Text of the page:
By Br. Steve Herro, O. Praem.
While preparing for Easter Sunday by diving into the Scripture readings for Easter Sunday morning, especially John’s description of Peter and the beloved disciple’s visit to the “empty tomb,” I stumbled upon the article “The Great Unsettling,” by David Maraniss and Robert Samuel (yes, Packers fans, this is the same Maraniss who has written one of the most comprehensive biographies of Vince Lombardi!). The article opens:
“So much anger out there in America.
“Anger at Wall Street. Anger at Muslims. Anger at trade deals. Anger at Washington. Anger at police shootings of young black men. Anger at President Obama. Anger at Republican obstructionists. Anger about political correctness. Anger about the role of big money in campaigns. Anger about the poisoned water of Flint, Mich. Anger about deportations. Anger about undocumented immigrants. Anger about a career that didn’t go as expected. Anger about a lost way of life. Mob anger at groups of protesters in their midst. Specific anger and undefined anger and even anger about anger.”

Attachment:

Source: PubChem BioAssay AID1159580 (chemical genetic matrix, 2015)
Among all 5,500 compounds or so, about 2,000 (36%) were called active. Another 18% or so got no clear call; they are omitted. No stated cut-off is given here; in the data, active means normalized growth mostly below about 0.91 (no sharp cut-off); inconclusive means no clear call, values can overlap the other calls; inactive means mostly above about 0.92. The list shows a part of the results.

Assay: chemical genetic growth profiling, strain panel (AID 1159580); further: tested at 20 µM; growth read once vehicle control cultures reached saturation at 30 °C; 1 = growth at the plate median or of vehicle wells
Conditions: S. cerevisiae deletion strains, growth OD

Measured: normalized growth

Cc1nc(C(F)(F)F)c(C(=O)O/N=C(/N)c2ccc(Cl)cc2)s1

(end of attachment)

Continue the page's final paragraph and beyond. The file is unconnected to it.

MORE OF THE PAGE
Are we looking for anything to be angry about? Heck, we are angry about anger and angry about both sides of the same coin: “Anger at President Obama” and “Anger at Republican obstructionists.” Are we such lost souls?
Read on Palm Sunday of the Passion of the Lord, one week before Easter Sunday and 15 days before the Wisconsin primary, I was struck by how linked this emotion was to the Scriptures of the coming weeks. There is lots of anger in the crowd that wanted to put Jesus to death; mob mentality seemed to rule the day. How different is this from the mob mentality surrounding the issues listed above by Maraniss and Samuel?
Does the true follower of Christ, believer in the Resurrection (that’s Resurrection, not insurrection!), succumb to so much anger about national and world events? To be honest, I don’t expect the anger meter to drop dramatically because of a conversion to joy and hope based on Easter 2016. But as my home state rises to national attention due to its presidential primary, just nine days into the Easter season, I hope that Wisconsinites do vote based on hope for the future and not current anger and frustration. Do Wisconsinites need to stand back and do some good ole’ fashioned theological reflection before pulling the lever on April 5?